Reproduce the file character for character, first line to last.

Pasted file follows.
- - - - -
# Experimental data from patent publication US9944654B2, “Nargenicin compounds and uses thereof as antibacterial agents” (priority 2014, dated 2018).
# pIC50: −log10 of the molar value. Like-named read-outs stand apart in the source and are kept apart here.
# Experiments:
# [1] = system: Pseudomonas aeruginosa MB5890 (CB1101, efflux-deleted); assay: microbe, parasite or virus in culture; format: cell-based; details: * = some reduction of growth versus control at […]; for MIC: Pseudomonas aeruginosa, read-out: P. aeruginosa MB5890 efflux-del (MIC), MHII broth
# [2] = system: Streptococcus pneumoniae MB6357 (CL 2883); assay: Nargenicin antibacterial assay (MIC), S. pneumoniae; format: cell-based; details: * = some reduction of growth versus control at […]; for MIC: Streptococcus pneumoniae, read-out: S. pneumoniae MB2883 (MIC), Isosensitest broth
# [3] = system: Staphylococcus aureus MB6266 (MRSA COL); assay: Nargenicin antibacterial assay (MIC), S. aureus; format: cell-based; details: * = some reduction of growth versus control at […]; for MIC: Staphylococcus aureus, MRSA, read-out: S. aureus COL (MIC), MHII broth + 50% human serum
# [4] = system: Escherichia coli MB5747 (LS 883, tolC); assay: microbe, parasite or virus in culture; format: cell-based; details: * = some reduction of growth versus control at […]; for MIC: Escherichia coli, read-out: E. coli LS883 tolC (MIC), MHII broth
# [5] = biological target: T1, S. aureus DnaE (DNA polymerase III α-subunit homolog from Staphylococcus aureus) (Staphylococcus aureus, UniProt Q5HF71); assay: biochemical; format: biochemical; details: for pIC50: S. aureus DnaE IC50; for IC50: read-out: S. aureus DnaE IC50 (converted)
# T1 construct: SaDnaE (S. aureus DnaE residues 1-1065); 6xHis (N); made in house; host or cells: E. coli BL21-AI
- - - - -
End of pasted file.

# Experimental data from patent publication US9944654B2, “Nargenicin compounds and uses thereof as antibacterial agents” (priority 2014, dated 2018).
# pIC50: −log10 of the molar value. Like-named read-outs stand apart in the source and are kept apart here.
# Experiments:
# [1] = system: Pseudomonas aeruginosa MB5890 (CB1101, efflux-deleted); assay: microbe, parasite or virus in culture; format: cell-based; details: * = some reduction of growth versus control at […]; for MIC: Pseudomonas aeruginosa, read-out: P. aeruginosa MB5890 efflux-del (MIC), MHII broth
# [2] = system: Streptococcus pneumoniae MB6357 (CL 2883); assay: Nargenicin antibacterial assay (MIC), S. pneumoniae; format: cell-based; details: * = some reduction of growth versus control at […]; for MIC: Streptococcus pneumoniae, read-out: S. pneumoniae MB2883 (MIC), Isosensitest broth
# [3] = system: Staphylococcus aureus MB6266 (MRSA COL); assay: Nargenicin antibacterial assay (MIC), S. aureus; format: cell-based; details: * = some reduction of growth versus control at […]; for MIC: Staphylococcus aureus, MRSA, read-out: S. aureus COL (MIC), MHII broth + 50% human serum
# [4] = system: Escherichia coli MB5747 (LS 883, tolC); assay: microbe, parasite or virus in culture; format: cell-based; details: * = some reduction of growth versus control at […]; for MIC: Escherichia coli, read-out: E. coli LS883 tolC (MIC), MHII broth
# [5] = biological target: T1, S. aureus DnaE (DNA polymerase III α-subunit homolog from Staphylococcus aureus) (Staphylococcus aureus, UniProt Q5HF71); assay: biochemical; format: biochemical; details: for pIC50: S. aureus DnaE IC50; for IC50: read-out: S. aureus DnaE IC50 (converted)
# T1 construct: SaDnaE (S. aureus DnaE residues 1-1065); 6xHis (N); made in house; host or cells: E. coli BL21-AI